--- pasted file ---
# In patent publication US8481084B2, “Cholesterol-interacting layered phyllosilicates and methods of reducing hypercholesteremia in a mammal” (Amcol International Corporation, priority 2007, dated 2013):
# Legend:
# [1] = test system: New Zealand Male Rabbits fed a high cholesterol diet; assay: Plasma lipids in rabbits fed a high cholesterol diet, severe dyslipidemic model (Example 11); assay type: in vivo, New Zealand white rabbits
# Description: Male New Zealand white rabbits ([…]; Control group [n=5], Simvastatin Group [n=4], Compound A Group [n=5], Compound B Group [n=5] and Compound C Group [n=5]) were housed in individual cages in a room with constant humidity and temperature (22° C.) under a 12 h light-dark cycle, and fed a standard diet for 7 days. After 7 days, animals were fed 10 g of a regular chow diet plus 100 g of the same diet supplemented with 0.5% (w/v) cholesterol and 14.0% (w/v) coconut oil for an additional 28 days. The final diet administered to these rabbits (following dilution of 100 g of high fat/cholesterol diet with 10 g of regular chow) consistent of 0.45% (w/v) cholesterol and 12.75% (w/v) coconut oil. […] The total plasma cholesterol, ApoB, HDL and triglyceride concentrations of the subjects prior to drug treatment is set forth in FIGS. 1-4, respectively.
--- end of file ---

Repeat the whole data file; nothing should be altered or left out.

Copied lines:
# In patent publication US8481084B2, “Cholesterol-interacting layered phyllosilicates and methods of reducing hypercholesteremia in a mammal” (Amcol International Corporation, priority 2007, dated 2013):
# Legend:
# [1] = test system: New Zealand Male Rabbits fed a high cholesterol diet; assay: Plasma lipids in rabbits fed a high cholesterol diet, severe dyslipidemic model (Example 11); assay type: in vivo, New Zealand white rabbits
# Description: Male New Zealand white rabbits ([…]; Control group [n=5], Simvastatin Group [n=4], Compound A Group [n=5], Compound B Group [n=5] and Compound C Group [n=5]) were housed in individual cages in a room with constant humidity and temperature (22° C.) under a 12 h light-dark cycle, and fed a standard diet for 7 days. After 7 days, animals were fed 10 g of a regular chow diet plus 100 g of the same diet supplemented with 0.5% (w/v) cholesterol and 14.0% (w/v) coconut oil for an additional 28 days. The final diet administered to these rabbits (following dilution of 100 g of high fat/cholesterol diet with 10 g of regular chow) consistent of 0.45% (w/v) cholesterol and 12.75% (w/v) coconut oil. […] The total plasma cholesterol, ApoB, HDL and triglyceride concentrations of the subjects prior to drug treatment is set forth in FIGS. 1-4, respectively.